Friday, October 10, 2003

Retailers: Sales continue to be better than expected

By Anne D'Innocenzio
The Associated Press

NEW YORK - The outlook for the holiday shopping season got a boost Thursday as retailers reported their third straight month of better-than-expected sales. Tax rebates and cooler weather gave consumers an incentive to spend freely, particularly on apparel.

September same-store sales reported by the five largest retailers (sales compare the current year's sales with those of the previous year at stores open at least a year):

Wal-Mart Stores, up 6 percent.

Target, up 5.4 percent.

J.C. Penney, up 0.7 percent (J.C. Penney stores only).

Sears, Roebuck and Co., up 3.2 percent (domestic stores only).

Gap, up 13 percent (domestic stores only).

Kmart, the third-largest retailer, which emerged from bankruptcy in May, does not report monthly sales.

The strong showing came across all retail categories, indicating a continuing improvement in the economy.

Cincinnati's Federated Department Stores boosted its earnings guidance for the third quarter after the unexpected spike in September sales.

The company said strong sales of fall apparel pushed same-store sales - sales at stores open at least a year - up 3.2 percent, compared with the company's prior forecast for sales to be flat to down 1 percent.

Total sales for September rose 3 percent to $1.35 billion from $1.31 billion in the same period last year.

In light of the better-than-expected monthly report, Federated said it now expects third-quarter earnings of 30 cents to 33 cents a share, compared with its previous forecast of 25 cents to 30 cents a share.

At Dayton-based Elder-Beerman Stores, same-store sales increased 2.9 percent in the period.

Still, some analysts worry that the sluggish job market, while looking better, remains a big obstacle to a sustained increase in consumer spending.

"I've been trying to look for a new job, but it's hard," said consumer Nicola Samuels, 26, of Atlanta. "It makes a big difference what kind of shopping you're doing, when you're not totally sure about the job thing."

Merchants are hoping that there will be more consumers like Anne Vick, who has increased her spending these past few months. She recently took a shopping trip to Chicago with her 18-year-old daughter and invested in major home improvements.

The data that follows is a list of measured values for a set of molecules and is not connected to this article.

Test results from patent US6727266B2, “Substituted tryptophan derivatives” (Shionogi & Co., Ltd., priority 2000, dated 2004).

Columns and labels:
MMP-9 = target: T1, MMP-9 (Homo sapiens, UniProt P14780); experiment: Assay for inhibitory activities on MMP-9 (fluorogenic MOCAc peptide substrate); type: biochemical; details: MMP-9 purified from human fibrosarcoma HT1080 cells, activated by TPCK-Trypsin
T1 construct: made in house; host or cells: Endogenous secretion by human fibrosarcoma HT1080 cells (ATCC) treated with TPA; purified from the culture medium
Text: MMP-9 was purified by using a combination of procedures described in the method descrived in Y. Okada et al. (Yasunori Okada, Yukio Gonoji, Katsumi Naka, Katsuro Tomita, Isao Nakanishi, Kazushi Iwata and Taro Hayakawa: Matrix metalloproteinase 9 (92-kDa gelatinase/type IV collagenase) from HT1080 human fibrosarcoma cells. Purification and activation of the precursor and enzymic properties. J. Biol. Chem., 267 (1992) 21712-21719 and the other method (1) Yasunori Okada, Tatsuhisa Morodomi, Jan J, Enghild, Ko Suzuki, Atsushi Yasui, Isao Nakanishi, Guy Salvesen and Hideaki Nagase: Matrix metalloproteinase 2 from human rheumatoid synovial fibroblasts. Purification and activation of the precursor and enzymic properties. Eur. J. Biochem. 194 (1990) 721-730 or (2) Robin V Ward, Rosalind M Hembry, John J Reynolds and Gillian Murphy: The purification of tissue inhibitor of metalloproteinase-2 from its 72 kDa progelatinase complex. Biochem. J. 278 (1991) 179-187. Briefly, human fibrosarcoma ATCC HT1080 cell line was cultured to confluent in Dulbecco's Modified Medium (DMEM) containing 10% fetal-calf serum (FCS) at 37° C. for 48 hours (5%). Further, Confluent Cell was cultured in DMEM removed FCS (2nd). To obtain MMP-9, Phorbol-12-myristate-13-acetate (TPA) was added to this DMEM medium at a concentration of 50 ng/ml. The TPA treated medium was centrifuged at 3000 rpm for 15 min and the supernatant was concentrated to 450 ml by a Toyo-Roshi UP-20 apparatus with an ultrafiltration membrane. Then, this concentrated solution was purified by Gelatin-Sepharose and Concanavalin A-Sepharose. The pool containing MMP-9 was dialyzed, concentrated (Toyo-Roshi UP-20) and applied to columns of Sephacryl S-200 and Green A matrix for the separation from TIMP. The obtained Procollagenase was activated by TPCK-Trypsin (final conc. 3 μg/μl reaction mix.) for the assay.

"I don't think we would have done that last year," said the Wauwatosa, Wis., resident. "We just thought things are getting better. We can probably do this now."

Discounters and moderate-priced stores including Wal-Mart Stores Inc. and Target Corp. again turned in strong September results, but mall-based stores including Limited Brands Inc. and department stores such as Federated Department Stores Inc. and Nordstrom Inc. issued reports that were a pleasant surprise, exceeding expectations.

Sears, Roebuck and Co., helped by strong sales of its new clothing brands including Lands' End and Covington, also reported results that pleased Wall Street.

"The broad-based improvement is now at hand," said Michael P. Niemira, vice president at the Bank of Tokyo-Mitsubishi Ltd. "Clearly, the consumer is on the comeback. ... This is an affirmation that this will be a much better holiday season, perhaps the best since 1999."

The Washington-based National Retail Federation projects total holiday sales, which exclude restaurant and auto sales, will be up 5.7 percent to $217.4 billion. Holiday sales in 2002 increased just 2 percent to $205.6 billion from the previous year.

But Frank Badillo, senior retail economist at Retail Forward, a consulting firm in Columbus, is more wary, expecting only a modest improvement from last year. He thinks that such factors as mortgage refinancing and tax rebates will dissipate before the holidays.

"New jobs will have to kick in in order to pick up the pace" in spending, he said.

Still, a report from the Labor Department Thursday was a comforting sign to the industry that the pace of layoffs is starting to ease. New claims for unemployment insurance fell last week to their lowest level in eight months.

For the work week ending Oct. 4, new applications for jobless benefits declined by a seasonally adjusted 23,000 to 382,000, the best performance since Feb. 8 and a better showing than analysts forecast. They had predicted claims would decrease to 395,000 last week.

Enquirer reporter Randy Tucker contributed to this report.

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